NHS Careers > Explore by career > Doctors > Careers in medicine > Psychiatry > Learning disability

Learning disability

The psychiatry of learning disability is a sub-specialty of psychiatry, dealing with the assessment and treatment of emotional, behavioural and psychiatric disorder associated with learning disability (mental handicap, mental retardation). Practitioners also provide advice and education about behavioural aspects of learning disability to parents and other carers and to other professionals such as teachers. The nature of problems dealt with is much broader than in other psychiatric sub-specialties and includes organic psychiatric disorders (dementia, delirium, etc.); functional psychiatric disorders (affective disorder, schizophrenia, etc.); autism; challenging behaviour; behavioural phenotypes; epilepsy.

Much work is done in settings other than hospitals (clinics, day centres, family homes, community group homes) and the psychiatric contribution to multi-disciplinary working is greatly valued. Out of hours work is not onerous and there is great scope for research.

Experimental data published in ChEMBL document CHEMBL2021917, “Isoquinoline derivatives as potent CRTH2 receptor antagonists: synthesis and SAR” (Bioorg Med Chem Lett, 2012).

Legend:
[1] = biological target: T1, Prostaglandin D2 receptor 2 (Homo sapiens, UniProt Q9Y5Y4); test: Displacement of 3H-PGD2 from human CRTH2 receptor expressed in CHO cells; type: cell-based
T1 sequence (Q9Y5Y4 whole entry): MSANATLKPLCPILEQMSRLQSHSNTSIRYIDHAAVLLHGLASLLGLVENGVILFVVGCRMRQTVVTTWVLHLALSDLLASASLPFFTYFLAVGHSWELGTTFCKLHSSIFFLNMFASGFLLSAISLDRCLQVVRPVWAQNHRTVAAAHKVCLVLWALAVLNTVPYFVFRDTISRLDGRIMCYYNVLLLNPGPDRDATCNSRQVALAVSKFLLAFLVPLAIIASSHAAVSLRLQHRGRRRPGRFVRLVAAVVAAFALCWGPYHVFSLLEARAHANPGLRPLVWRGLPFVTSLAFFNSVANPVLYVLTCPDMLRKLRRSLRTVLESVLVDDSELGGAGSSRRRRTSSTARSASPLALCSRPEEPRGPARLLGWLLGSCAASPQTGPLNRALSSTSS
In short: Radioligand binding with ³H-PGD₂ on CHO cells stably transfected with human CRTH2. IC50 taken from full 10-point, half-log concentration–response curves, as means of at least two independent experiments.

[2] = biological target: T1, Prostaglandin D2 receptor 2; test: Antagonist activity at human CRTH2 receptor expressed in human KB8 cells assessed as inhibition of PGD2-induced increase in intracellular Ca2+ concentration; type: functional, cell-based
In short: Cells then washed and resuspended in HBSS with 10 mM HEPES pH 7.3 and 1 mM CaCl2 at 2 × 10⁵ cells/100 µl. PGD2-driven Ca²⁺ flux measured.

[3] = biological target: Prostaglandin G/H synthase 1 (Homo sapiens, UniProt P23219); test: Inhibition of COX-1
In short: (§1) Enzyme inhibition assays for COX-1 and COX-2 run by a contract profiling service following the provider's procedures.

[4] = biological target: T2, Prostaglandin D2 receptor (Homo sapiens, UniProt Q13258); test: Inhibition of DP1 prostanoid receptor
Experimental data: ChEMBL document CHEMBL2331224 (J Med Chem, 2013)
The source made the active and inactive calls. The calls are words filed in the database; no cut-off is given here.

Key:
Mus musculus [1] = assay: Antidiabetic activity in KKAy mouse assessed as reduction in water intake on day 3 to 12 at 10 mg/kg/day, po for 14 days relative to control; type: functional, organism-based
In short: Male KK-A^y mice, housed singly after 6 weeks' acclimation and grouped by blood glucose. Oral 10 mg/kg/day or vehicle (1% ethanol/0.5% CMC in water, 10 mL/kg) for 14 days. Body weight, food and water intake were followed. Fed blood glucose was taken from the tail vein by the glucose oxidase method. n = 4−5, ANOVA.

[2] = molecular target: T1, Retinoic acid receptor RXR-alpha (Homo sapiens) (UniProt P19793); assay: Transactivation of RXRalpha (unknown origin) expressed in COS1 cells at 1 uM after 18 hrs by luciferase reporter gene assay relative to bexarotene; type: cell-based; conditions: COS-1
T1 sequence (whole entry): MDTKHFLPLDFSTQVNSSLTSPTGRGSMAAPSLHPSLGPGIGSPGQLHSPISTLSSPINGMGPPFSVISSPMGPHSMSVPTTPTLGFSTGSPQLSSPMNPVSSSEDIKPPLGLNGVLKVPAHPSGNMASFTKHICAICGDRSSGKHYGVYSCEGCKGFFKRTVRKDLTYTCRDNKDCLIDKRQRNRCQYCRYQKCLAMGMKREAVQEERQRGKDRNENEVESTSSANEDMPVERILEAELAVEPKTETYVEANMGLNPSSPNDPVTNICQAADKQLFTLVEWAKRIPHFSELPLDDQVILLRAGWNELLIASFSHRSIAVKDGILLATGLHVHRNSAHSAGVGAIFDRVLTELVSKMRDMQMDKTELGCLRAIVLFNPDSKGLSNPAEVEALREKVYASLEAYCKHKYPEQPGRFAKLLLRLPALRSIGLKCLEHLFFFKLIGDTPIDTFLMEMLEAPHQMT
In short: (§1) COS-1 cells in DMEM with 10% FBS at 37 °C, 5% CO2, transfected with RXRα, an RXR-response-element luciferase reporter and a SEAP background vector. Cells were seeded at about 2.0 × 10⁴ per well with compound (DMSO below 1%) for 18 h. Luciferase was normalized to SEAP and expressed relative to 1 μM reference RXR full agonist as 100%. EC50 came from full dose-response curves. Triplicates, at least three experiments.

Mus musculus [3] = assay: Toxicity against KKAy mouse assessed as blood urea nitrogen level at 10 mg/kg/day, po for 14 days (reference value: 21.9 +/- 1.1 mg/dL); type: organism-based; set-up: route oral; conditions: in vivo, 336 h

Advances in basic sciences have vastly increased the scope for improving the quality of life of people with learning disability through psychiatric intervention.

Personal qualities should include:

  • Work in a multi-disciplinary team
  • Cope with uncertainty
  • Have a questioning approach to diagnosis, classification and intervention
  • Empathise and deal politely and effectively with people of different social, educational and professional backgrounds
  • Gather information and use it to guide clinical practice
  • See opportunities for research and use these to benefit people with learning disability and society more widely

Further information

For further information on these specialties, please contact:

Royal College of Psychiatrists
21 Prescot Street
E1 8BB
Tel: 0207 235 2351
Email: rcpsych@rcpsych.ac.uk
Website: www.rcpsych.ac.uk

More information can also be found on the Medical Careers website